On 2 May 1670 Charles II of England granted to the HUDSON'S BAY COMPANY a large portion of North America, named Rupert's Land in honour of Prince Rupert, the king's cousin and the company's first governor.
On 2 May 1670 Charles II of England granted to the HUDSON'S BAY COMPANY a large portion of North America, named Rupert's Land in honour of Prince Rupert, the king's cousin and the company's first governor. This grant comprised the entire HUDSON BAY drainage system, which in modern geographical terms included northern Québec and Ontario north of the Laurentian watershed, all of Manitoba, most of Saskatchewan, southern Alberta and a portion of the Northwest Territories and Nunavut. The company was to have a monopoly and complete control of the territory.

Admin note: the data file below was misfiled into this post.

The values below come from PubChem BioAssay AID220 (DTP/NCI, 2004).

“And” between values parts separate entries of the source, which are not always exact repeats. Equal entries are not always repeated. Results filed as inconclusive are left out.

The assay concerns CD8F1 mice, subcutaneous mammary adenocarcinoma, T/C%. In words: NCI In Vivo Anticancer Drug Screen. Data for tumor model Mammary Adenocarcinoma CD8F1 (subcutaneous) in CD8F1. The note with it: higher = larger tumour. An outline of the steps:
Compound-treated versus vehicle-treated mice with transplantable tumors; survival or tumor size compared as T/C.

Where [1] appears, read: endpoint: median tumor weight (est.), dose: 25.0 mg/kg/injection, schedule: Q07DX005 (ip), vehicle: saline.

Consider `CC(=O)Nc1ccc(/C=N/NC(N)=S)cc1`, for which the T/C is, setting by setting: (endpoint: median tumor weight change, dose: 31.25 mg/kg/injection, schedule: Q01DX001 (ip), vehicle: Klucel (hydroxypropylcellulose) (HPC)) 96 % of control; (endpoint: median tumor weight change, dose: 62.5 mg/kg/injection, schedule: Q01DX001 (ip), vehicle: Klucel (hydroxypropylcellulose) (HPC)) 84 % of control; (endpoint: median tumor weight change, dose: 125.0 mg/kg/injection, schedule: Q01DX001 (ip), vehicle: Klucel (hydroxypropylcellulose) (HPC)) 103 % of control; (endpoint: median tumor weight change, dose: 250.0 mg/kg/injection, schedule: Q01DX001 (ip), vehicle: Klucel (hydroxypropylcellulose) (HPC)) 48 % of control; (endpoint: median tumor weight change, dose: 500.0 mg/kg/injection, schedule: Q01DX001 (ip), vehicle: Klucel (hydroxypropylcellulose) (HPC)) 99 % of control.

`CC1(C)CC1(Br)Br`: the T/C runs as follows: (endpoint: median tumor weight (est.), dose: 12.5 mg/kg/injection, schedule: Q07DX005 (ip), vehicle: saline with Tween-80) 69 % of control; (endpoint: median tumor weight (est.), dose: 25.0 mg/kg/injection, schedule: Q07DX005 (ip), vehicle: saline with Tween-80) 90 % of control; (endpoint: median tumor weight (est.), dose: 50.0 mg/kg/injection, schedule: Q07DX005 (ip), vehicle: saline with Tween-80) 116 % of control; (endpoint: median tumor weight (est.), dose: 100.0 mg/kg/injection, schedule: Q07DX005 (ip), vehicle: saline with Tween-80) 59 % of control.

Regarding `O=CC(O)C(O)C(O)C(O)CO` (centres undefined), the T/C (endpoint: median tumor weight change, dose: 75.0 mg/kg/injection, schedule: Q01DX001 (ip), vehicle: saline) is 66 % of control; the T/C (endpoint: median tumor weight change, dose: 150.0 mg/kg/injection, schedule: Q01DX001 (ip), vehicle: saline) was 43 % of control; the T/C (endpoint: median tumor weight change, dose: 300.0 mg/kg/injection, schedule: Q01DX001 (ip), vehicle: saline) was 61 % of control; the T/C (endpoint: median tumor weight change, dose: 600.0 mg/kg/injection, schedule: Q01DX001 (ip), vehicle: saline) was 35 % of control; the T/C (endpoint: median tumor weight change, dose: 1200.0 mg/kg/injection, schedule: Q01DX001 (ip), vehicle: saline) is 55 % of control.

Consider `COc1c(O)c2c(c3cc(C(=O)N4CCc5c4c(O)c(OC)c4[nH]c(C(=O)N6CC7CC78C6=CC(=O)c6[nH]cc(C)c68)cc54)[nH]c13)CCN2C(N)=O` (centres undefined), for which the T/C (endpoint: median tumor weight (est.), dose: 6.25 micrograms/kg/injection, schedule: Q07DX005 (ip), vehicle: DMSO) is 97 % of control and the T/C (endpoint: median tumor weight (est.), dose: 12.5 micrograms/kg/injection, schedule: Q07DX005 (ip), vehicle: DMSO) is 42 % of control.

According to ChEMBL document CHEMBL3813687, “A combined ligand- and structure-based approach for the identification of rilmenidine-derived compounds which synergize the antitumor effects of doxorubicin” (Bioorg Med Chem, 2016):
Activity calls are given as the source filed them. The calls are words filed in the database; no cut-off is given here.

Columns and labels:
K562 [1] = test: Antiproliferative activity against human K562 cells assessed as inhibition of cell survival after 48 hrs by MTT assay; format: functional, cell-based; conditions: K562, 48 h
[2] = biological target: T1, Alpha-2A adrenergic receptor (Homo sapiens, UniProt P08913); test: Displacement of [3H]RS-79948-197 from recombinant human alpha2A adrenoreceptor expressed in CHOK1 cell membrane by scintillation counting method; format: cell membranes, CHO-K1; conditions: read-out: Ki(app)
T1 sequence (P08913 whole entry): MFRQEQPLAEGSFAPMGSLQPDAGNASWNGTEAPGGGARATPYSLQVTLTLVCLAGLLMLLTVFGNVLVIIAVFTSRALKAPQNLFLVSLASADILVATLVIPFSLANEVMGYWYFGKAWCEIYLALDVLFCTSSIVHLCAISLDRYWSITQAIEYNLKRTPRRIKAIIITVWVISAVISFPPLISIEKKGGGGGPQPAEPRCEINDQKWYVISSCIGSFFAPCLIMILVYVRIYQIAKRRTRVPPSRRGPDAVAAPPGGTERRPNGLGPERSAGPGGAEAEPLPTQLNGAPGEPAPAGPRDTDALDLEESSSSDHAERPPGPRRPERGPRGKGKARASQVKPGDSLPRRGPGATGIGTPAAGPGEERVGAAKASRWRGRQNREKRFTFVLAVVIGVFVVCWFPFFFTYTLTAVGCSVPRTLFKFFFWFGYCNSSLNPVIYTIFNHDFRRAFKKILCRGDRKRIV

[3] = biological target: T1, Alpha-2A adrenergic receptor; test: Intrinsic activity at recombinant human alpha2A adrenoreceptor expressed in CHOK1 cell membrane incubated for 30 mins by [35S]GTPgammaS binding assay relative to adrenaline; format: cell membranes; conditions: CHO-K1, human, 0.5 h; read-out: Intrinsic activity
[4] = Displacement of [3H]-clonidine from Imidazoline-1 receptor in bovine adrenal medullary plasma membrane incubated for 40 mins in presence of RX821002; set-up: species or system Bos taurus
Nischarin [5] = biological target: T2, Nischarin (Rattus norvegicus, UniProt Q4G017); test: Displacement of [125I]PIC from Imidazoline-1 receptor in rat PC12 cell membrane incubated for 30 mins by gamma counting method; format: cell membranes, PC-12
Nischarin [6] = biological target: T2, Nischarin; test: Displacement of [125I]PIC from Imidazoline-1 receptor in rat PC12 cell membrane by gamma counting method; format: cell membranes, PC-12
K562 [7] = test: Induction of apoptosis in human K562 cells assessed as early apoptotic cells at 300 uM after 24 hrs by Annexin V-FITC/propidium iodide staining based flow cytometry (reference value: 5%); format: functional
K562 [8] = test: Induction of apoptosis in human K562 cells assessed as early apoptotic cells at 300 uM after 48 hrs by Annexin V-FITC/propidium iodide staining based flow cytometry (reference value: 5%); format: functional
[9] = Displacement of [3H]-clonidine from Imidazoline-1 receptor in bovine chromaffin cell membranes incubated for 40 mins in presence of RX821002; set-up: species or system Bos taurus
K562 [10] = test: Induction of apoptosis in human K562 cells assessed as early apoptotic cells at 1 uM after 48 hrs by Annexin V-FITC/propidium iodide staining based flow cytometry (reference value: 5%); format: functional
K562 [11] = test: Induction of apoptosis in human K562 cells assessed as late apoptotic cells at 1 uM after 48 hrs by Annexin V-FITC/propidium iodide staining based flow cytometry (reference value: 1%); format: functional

The HBC first established FUR TRADE posts around James and Hudson bays. In 1774 Samuel HEARNE established the first western inland post at CUMBERLAND HOUSE [Sask]. By 1870 there were 97 posts within the territory. HBC fur traders were responsible for many early travels, explorations and cartography in Rupert's Land.
By the 1850s the Canadian movement to annex Rupert's Land was gaining momentum, and provision was made in the BRITISH NORTH AMERICA ACT for its admission into Canada. On 19 November 1869 the company signed and sealed the deed of transfer surrendering its chartered territory to the Crown and the governments of Great Britain and Canada set the date of transfer for 1 December 1869.
Owing to the RED RIVER REBELLION, the date of transfer did not become effective until 15 July 1870. In exchange for Rupert's Land, the HBC received £300 000, certain land around its posts, and eventually some 2.8 million ha of farmland in what are today the Prairie provinces.